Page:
On October 20, 2014, a white Chicago Police Department officer named Jason Van Dyke fired 16 shots at a black Chicago resident, a 17-year-old named Laquan McDonald. Van Dyke started shooting McDonald while he had his back turned on the officer, and he continued firing after McDonald had fallen to the ground.
McDonald was not carrying a gun at the time, though the city says he was holding a three-inch knife. He died later that night.
On November 24, 2015, the city of Chicago released a video of the killing, captured by a police-car dashboard camera. Hours before releasing the video, Cook County also charged Van Dyke with first-degree murder—the first Chicago cop to be booked for that crime in almost 35 years.
What happened in the 13 months between McDonald’s killing and the video’s release?
As the Chicago Reporter summarized Tuesday, a great deal. It took a still-secret city whistleblower, an autopsy report, and a $5-million city settlement with the McDonald family for the public to have any sense that what happened on October 20 did not match what the police originally reported. Then, it took multiple lawsuits—filed by the American Civil Liberties Union, The Wall Street Journal, and a freelance journalist named Brandon Smith—for the video of the killing to finally be made public under Illinois’s Freedom of Information Act.
In other words, it took a highly non-standard series of events—a whistleblower and many lawsuits—for Chicagoans to learn of, and then get to see, the incident. (As recently as November 13, Rahm Emanuel, the city’s mayor, refused to put a hard date on the video’s release.) If a similar incident were to happen, and it was captured on a body cam, what would it take to make it public—another whistleblower?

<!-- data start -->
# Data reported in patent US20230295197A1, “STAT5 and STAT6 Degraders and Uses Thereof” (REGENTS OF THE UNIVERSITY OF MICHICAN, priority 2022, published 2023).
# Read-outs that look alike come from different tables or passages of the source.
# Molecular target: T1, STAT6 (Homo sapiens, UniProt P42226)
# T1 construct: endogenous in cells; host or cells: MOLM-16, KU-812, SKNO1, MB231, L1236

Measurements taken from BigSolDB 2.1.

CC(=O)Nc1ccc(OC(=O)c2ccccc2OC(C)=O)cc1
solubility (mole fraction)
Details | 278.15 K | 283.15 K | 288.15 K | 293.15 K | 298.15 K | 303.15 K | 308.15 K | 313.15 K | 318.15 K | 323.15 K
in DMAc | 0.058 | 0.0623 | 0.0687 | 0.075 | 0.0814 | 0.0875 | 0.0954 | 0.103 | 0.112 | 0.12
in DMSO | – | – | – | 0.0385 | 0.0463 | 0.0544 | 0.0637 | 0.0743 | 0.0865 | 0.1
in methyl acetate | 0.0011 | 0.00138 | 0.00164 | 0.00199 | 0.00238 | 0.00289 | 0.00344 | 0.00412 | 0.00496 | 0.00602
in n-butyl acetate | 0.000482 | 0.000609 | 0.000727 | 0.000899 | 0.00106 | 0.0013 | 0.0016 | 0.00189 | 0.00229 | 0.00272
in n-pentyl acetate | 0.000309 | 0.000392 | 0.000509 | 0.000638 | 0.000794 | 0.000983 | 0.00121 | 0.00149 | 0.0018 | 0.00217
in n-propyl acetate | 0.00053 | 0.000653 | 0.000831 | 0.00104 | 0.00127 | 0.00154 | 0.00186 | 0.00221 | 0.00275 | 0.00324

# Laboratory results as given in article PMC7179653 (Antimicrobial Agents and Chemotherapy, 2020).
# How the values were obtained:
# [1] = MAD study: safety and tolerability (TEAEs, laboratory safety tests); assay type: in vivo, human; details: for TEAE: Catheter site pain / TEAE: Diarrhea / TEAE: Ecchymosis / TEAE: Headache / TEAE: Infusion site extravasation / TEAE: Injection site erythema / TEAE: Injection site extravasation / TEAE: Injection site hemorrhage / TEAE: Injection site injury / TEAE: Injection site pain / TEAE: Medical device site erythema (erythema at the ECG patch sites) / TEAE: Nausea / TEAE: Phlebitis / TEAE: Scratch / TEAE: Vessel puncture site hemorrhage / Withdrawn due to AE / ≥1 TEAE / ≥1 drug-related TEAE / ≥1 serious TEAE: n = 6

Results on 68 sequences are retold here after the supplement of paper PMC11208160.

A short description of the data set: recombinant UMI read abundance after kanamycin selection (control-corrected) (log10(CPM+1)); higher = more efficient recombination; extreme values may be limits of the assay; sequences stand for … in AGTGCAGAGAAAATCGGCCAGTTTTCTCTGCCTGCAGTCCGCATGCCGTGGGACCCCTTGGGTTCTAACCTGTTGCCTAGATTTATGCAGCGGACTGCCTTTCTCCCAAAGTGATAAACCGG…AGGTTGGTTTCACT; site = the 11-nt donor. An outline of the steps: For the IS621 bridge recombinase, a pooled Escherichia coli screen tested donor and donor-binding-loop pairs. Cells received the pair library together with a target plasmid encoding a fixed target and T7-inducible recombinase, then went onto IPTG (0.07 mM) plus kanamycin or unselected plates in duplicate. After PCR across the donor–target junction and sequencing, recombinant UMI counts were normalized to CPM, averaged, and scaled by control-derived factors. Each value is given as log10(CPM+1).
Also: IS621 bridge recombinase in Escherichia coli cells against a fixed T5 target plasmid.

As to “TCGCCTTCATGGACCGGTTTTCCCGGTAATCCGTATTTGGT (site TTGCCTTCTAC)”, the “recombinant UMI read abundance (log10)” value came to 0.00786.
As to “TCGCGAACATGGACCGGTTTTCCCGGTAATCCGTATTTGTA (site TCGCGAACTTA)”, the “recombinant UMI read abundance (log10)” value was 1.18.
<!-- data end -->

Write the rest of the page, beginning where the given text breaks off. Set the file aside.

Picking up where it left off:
It’s more than an academic question. The city of Chicago will soon spend $1 million in federal funds to purchase body cameras for its force. As I wrote last December, the campaign which got dashboard cameras installed in most American police cars last decade looks a lot like the one that currently seeks to get body cameras placed on most American police. Then, as now, a coalition of local chiefs and anti-police-violence activists rallied to support the technology. Then, as now, millions in federal funding soon followed.
But then, the story of police dash cams ground to a halt. There has never been a widespread study of whether dash cams reduced racial profiling or police abuse, though some smaller studies have found they they did not. (It’s highly likely that body-worn cameras will be better studied.) And as various cities limited access to dash-cam footage, it became difficult for citizens and activists to obtain video.
Will the story be the same with body cameras? Let’s look at the law.
Two different policies guide how body cameras are used in Chicago. The first is Illinois’s state body-camera law, which was signed and passed in August. Though slightly more prescriptive than similar legislation in other states—Illinois orders officers to film every citizen interaction, unless a subject asks otherwise—it leaves most of the nitty-gritty of body-camera policy up to local departments.